Three Ways To Cope With A Bipolar Spouse

Marriage can be very tough, which is why many marriages result in divorce. Add in a mental illness, and it can be even harder to keep a marriage together. Studies show that there are about 5.7 million American adults that are affected by bipolar disorder, according to the National Institute of Mental Health. It can result in major mood swings that can be spurred on at any minute. And for those marriages with at least one bipolar spouse, the marriage will end in divorce 90% of the time. This is often due to the result of person's symptoms where they can act in a destructive manner that hurts the marriage. In order to keep your marriage, here are some tips to help cope with a bipolar spouse. 

Shop for the Best Doctor

Experts suggest that it can take an average of six years to get a bipolar diagnosis. Finding the right doctor for your spouse is crucial when they are not getting the right treatment they need. If you feel that your spouse is bipolar, you want to see a doctor about it right away. If you do not get the diagnosis you are looking for, then you want to get a second and third opinion. Make sure you communicate clearly the symptoms your spouse is experiencing to ensure that the proper diagnosis is given. 

Take Care of Yourself

Just because your spouse is the one suffering from a mental illness, it does not mean that you can neglect the way you feel. In fact, it is suggested that one in four family caregivers are diagnosed with anxiety. Taking care of your spouse who suffers from bipolar can be stressful. To ensure that you remain a good caregiver and support system, it is important that you take care of yourself. Spend some time focusing on your hobbies and interests. Also, read up on bipolar so you know how to handle it when your spouse experiences the different symptoms. This will help increase your confidence when caring for your spouse and their mental illness.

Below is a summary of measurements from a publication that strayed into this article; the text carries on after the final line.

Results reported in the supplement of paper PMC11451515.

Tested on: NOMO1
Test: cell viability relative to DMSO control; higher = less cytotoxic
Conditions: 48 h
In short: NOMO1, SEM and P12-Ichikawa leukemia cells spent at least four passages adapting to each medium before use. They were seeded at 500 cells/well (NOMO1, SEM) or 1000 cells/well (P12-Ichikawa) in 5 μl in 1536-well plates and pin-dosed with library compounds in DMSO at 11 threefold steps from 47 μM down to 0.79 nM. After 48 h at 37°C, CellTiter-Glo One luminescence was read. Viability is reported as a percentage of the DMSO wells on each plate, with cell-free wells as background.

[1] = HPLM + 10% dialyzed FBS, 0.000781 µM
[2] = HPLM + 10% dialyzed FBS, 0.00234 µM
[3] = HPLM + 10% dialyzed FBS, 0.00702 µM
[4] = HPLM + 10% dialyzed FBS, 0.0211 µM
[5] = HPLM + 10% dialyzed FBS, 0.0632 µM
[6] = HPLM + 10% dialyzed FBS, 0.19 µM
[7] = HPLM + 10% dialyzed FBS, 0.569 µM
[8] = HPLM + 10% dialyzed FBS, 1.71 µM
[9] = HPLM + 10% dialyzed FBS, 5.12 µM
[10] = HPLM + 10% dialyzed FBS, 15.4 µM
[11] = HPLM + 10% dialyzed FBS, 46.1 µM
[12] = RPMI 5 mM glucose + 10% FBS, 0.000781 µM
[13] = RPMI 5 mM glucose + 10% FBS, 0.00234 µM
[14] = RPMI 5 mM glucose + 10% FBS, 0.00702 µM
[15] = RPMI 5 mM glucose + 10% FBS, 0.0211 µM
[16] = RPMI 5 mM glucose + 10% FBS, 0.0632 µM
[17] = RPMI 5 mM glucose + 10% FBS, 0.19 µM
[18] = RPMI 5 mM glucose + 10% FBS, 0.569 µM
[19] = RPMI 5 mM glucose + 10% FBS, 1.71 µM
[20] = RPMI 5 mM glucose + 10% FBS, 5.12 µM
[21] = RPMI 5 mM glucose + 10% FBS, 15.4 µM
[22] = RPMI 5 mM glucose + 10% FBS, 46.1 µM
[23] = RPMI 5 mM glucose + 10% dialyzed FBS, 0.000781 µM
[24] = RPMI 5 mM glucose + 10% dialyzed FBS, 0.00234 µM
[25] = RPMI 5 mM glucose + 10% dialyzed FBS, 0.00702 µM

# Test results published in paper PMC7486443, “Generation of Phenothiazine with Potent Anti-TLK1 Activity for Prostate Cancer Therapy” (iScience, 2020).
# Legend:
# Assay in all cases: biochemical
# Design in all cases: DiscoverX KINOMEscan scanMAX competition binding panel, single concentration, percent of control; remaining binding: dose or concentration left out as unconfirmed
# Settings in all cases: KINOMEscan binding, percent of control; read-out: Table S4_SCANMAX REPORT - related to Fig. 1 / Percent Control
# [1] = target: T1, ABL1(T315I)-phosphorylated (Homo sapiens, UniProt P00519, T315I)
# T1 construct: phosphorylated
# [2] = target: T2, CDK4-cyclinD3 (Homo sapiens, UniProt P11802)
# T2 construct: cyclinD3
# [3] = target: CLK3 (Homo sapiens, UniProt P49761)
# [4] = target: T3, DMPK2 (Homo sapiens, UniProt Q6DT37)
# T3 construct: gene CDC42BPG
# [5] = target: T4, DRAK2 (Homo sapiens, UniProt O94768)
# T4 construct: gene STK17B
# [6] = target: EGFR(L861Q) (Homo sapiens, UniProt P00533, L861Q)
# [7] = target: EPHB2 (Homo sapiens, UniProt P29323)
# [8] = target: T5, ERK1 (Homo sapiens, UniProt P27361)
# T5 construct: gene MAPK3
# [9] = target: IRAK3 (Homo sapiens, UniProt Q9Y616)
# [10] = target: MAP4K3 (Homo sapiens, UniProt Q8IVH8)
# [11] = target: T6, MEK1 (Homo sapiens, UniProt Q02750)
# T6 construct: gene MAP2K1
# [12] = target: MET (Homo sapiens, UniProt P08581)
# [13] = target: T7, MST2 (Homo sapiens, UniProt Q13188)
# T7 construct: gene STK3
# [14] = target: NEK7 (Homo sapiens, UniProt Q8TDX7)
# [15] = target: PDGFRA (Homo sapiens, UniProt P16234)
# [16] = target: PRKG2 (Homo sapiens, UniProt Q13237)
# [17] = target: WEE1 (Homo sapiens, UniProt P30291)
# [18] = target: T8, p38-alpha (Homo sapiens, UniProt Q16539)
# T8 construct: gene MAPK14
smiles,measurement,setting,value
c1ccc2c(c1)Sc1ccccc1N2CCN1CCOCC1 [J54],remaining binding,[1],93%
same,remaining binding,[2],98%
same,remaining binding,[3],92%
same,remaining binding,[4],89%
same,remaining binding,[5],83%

Let Your Family Know

When you keep secrets to yourself, it can eat away at you and cause you more stress. Keeping it a secret can also isolate you from the rest of the family members.It is important that you and your spouse remain open to your family members about their mental illness so that they can help. If you have kids, you want to remain open about what is going on. This allows them to share their feelings and feel less anxiety by knowing what is going on. 

For more information, contact T M S Center of Nebraska LLC or a similar company.

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